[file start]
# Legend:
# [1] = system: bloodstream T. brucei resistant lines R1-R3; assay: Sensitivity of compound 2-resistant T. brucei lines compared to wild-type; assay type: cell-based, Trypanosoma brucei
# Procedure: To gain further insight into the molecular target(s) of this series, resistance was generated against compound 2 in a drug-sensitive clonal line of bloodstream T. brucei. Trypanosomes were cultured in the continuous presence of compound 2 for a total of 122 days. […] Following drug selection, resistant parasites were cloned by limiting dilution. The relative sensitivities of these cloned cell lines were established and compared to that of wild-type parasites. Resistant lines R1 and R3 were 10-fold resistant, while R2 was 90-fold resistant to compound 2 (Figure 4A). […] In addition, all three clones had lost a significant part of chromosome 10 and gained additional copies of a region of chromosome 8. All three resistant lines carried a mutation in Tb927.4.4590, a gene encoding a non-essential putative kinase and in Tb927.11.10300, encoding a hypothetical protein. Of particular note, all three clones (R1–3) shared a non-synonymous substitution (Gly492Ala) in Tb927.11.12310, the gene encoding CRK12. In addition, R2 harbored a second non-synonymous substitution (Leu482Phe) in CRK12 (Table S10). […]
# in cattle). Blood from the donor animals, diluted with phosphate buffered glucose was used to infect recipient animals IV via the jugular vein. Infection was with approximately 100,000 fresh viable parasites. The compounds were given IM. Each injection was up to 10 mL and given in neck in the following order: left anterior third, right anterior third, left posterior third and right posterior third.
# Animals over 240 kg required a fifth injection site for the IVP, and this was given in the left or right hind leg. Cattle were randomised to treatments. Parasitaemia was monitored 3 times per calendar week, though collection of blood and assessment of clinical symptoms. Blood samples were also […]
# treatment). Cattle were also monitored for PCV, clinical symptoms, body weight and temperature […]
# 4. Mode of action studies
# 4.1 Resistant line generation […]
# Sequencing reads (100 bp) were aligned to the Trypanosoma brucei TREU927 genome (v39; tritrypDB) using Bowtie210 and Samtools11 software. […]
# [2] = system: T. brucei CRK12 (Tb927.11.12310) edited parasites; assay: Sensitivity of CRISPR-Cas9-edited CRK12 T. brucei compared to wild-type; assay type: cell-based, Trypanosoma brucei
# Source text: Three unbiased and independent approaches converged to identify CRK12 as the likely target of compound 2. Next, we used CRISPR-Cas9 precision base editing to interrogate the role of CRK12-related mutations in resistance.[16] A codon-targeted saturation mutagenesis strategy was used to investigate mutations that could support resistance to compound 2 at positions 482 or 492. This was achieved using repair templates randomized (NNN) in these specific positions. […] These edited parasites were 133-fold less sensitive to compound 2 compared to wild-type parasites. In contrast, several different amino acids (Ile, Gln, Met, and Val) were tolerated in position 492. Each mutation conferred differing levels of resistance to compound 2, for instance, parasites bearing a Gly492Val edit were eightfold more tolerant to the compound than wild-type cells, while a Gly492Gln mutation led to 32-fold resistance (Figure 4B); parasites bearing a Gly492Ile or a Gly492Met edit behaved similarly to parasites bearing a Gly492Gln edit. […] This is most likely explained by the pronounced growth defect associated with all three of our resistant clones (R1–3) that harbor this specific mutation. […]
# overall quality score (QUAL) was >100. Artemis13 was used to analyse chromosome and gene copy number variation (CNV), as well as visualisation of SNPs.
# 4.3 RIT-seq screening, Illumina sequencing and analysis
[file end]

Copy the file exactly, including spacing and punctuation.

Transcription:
# Legend:
# [1] = system: bloodstream T. brucei resistant lines R1-R3; assay: Sensitivity of compound 2-resistant T. brucei lines compared to wild-type; assay type: cell-based, Trypanosoma brucei
# Procedure: To gain further insight into the molecular target(s) of this series, resistance was generated against compound 2 in a drug-sensitive clonal line of bloodstream T. brucei. Trypanosomes were cultured in the continuous presence of compound 2 for a total of 122 days. […] Following drug selection, resistant parasites were cloned by limiting dilution. The relative sensitivities of these cloned cell lines were established and compared to that of wild-type parasites. Resistant lines R1 and R3 were 10-fold resistant, while R2 was 90-fold resistant to compound 2 (Figure 4A). […] In addition, all three clones had lost a significant part of chromosome 10 and gained additional copies of a region of chromosome 8. All three resistant lines carried a mutation in Tb927.4.4590, a gene encoding a non-essential putative kinase and in Tb927.11.10300, encoding a hypothetical protein. Of particular note, all three clones (R1–3) shared a non-synonymous substitution (Gly492Ala) in Tb927.11.12310, the gene encoding CRK12. In addition, R2 harbored a second non-synonymous substitution (Leu482Phe) in CRK12 (Table S10). […]
# in cattle). Blood from the donor animals, diluted with phosphate buffered glucose was used to infect recipient animals IV via the jugular vein. Infection was with approximately 100,000 fresh viable parasites. The compounds were given IM. Each injection was up to 10 mL and given in neck in the following order: left anterior third, right anterior third, left posterior third and right posterior third.
# Animals over 240 kg required a fifth injection site for the IVP, and this was given in the left or right hind leg. Cattle were randomised to treatments. Parasitaemia was monitored 3 times per calendar week, though collection of blood and assessment of clinical symptoms. Blood samples were also […]
# treatment). Cattle were also monitored for PCV, clinical symptoms, body weight and temperature […]
# 4. Mode of action studies
# 4.1 Resistant line generation […]
# Sequencing reads (100 bp) were aligned to the Trypanosoma brucei TREU927 genome (v39; tritrypDB) using Bowtie210 and Samtools11 software. […]
# [2] = system: T. brucei CRK12 (Tb927.11.12310) edited parasites; assay: Sensitivity of CRISPR-Cas9-edited CRK12 T. brucei compared to wild-type; assay type: cell-based, Trypanosoma brucei
# Source text: Three unbiased and independent approaches converged to identify CRK12 as the likely target of compound 2. Next, we used CRISPR-Cas9 precision base editing to interrogate the role of CRK12-related mutations in resistance.[16] A codon-targeted saturation mutagenesis strategy was used to investigate mutations that could support resistance to compound 2 at positions 482 or 492. This was achieved using repair templates randomized (NNN) in these specific positions. […] These edited parasites were 133-fold less sensitive to compound 2 compared to wild-type parasites. In contrast, several different amino acids (Ile, Gln, Met, and Val) were tolerated in position 492. Each mutation conferred differing levels of resistance to compound 2, for instance, parasites bearing a Gly492Val edit were eightfold more tolerant to the compound than wild-type cells, while a Gly492Gln mutation led to 32-fold resistance (Figure 4B); parasites bearing a Gly492Ile or a Gly492Met edit behaved similarly to parasites bearing a Gly492Gln edit. […] This is most likely explained by the pronounced growth defect associated with all three of our resistant clones (R1–3) that harbor this specific mutation. […]
# overall quality score (QUAL) was >100. Artemis13 was used to analyse chromosome and gene copy number variation (CNV), as well as visualisation of SNPs.
# 4.3 RIT-seq screening, Illumina sequencing and analysis